The filibuster is not an original feature of the Senate. Until the early 19th century, a simple majority of senators could end debate and call for a vote. For the next century, although there were few formal rules about the filibuster, chamber norms prevented senators from delaying votes indefinitely. These norms began to break down in the early 20th century, when a small group of senators effectively blocked President Woodrow Wilson’s proposed military arms bill, leading to the creation of the first cloture rule. This new rule outlined a process for ending debate and forcing a vote. Notably, the 1917 cloture legislation required a two-thirds vote to break a filibuster; only in 1975 did the vote requirement change to three-fifths, or the 60 votes required today.
Once senators realized the potency of the filibuster, they deployed it with abandon to thwart liberal initiatives like anti-lynching, anti-discrimination and voting rights legislation.
Liberal labor law bills did not escape this treatment either.
Support for collective bargaining was a pillar of the New Deal. In 1935, the Supreme Court struck down President Franklin D. Roosevelt’s first attempt at codifying worker and union rights, the National Industrial Recovery Act (NIRA) of 1933. But, Roosevelt’s broad personal popularity and wide Democratic majorities in both chambers of the Congress — majorities that widened in the 1934 midterms — helped allow for quick passage of a follow-up attempt at worker rights: the 1935 National Labor Relations Act (NLRA), which guaranteed the right of private-sector employees to organize into unions, engage in collective bargaining and take collective action like strikes. The NLRA also accounted for one of the major failings of the NIRA by establishing the National Labor Relations Board (NLRB) to enforce labor law and adjudicate disputes. Energized by a short period of expanded labor rights via the NIRA, and angered by its invalidation, workers mobilized in full support of the NLRA.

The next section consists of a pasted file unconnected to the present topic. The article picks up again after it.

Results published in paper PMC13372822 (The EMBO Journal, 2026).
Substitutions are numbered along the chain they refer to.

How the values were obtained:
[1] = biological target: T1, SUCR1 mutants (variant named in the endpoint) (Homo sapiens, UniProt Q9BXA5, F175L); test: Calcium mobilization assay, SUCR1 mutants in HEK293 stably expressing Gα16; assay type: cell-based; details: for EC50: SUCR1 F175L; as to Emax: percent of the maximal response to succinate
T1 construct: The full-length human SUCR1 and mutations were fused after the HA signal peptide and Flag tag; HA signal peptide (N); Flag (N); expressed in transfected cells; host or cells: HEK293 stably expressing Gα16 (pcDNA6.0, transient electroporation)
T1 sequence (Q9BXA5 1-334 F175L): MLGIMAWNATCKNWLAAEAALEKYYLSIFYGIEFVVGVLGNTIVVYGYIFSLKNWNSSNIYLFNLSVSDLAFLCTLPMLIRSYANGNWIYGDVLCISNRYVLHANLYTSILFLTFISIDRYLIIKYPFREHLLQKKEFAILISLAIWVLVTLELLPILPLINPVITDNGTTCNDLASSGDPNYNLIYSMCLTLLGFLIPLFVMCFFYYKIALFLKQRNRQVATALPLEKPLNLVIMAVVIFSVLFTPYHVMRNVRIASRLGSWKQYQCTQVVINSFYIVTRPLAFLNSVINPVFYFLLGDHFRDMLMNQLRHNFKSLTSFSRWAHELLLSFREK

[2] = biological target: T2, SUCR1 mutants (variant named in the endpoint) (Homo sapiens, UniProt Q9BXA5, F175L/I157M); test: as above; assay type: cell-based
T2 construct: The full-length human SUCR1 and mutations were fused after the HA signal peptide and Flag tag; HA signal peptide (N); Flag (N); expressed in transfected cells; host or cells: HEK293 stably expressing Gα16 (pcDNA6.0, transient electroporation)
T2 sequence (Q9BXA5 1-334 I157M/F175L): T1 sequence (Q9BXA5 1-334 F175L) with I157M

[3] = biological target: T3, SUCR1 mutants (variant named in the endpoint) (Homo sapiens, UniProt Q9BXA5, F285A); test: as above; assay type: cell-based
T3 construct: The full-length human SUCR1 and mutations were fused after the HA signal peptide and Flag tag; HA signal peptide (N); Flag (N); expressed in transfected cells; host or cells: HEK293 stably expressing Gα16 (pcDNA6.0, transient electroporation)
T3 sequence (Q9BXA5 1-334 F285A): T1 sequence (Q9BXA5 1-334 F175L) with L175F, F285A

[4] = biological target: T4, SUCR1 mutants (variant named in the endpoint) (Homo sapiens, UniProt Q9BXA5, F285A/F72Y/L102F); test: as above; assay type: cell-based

Republicans saw the new legislation as an intrusion by the federal government into areas best left to the free market. In 1946, Republicans retook the majorities in both the House and the Senate for the first time since 1929 and 1931, respectively. Shortly after this new Congress was sworn in, it set about dismantling the victories workers had achieved in the New Deal era with new legislation that, among other measures, excluded independent contractors from the meaning of the term “employee” and banned closed union shops.
Despite President Harry S. Truman’s veto and a 10-hour filibuster, the Taft-Hartley Act passed in 1947. The new legislation also prohibited unions from engaging in certain practices like secondary boycotts, required union officers to sign affidavits asserting that they were not communists and allowed states to pass so-called right-to-work laws. While the provision regarding anti-communist affidavits has since been repealed, most of the provisions remain on the books. In 2021, 27 states have right-to-work laws that undermine labor unions and result in lower wages (as much as $1,500 per year) for workers.
After a single term, Democrats retook control of Congress following the 1948 elections. Ever since then, the filibuster has prevented numerous attempts to undo some of the damage to workers and unions Taft-Hartley has caused. In particular, three crucial labor reform bills probably would have been enacted if not for filibusters in the Senate.